The most transmissible covid variant yet, the Omicron, has been sending more people to the hospitals and causing more schools to shut down. However, some schools remain open, so what is the right decision? Is it safe to send children to school and extracurricular activities? CNN Medical Analyst Dr. Leanna Wen has been interviewed by Katia Hetter to answer these questions.
Dr. Wen has explained that if in-person school is a crucial part of a family’s routine, she believes that it is fine to go to in-person school. However, the child must be able to understand and follow safety measures successfully, and the schools have to support social distancing and maintain a strong attempt to decrease the number of covid cases. Dr. Wen is aware that not all schools are able to hit all the different layers that add to protection such as: mask wearing, twice-weekly testing, ventilation, and everyone being vaccinated. If this is the case, students can still attend in-person school, but take action on what is in one’s control to reduce risk. For example, to send a child to a loosely protected school environment, the child must protect themselves by being vaccinated and by wearing a high-quality mask, either a N95 or KN95.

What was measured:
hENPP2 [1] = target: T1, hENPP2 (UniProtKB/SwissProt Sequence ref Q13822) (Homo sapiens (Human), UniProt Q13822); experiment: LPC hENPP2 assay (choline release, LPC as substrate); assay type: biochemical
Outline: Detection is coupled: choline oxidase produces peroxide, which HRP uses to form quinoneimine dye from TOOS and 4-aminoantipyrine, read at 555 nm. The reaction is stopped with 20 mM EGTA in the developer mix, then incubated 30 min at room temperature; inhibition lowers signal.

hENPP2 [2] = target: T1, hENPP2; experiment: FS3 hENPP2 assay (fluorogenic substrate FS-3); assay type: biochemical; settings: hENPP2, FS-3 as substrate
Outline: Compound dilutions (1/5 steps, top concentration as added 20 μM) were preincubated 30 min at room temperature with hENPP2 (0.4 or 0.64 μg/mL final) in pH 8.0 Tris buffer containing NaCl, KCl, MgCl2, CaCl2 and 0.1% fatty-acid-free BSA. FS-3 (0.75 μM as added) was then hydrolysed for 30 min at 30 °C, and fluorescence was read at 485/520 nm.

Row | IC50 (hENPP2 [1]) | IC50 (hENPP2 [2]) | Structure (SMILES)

It is known that children under the age of 5 are not allowed to be vaccinated yet. Even though young unvaccinated children show a low risk for severe illness from the variante, Dr. Wen has advised families with younger children to take even more precautions to prevent them from getting infected. Dr. Wen’s family of a 4 year old and 21 month old, she takes “common sense precautions” to keep them both safe. For example, a zoo would be fine to visit because people can easily socially distance, while in a movie theatre, little ventilation and packed seats may make the virus more easy to catch.
There is one thing that Dr. Wen can’t emphasize enough, get your children vaccinated. Vaccines will help reduce the likelihood of infection, and make going to in-person school less risky.